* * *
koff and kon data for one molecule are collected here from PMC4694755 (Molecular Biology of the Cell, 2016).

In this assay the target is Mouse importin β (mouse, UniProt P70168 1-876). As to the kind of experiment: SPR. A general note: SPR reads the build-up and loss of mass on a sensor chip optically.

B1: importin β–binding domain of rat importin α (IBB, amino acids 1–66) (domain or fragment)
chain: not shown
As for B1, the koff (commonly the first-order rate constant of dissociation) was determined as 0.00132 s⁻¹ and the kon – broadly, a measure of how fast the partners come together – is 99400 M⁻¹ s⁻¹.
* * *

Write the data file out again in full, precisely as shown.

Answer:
koff and kon data for one molecule are collected here from PMC4694755 (Molecular Biology of the Cell, 2016).

In this assay the target is Mouse importin β (mouse, UniProt P70168 1-876). As to the kind of experiment: SPR. A general note: SPR reads the build-up and loss of mass on a sensor chip optically.

B1: importin β–binding domain of rat importin α (IBB, amino acids 1–66) (domain or fragment)
chain: not shown
As for B1, the koff (commonly the first-order rate constant of dissociation) was determined as 0.00132 s⁻¹ and the kon – broadly, a measure of how fast the partners come together – is 99400 M⁻¹ s⁻¹.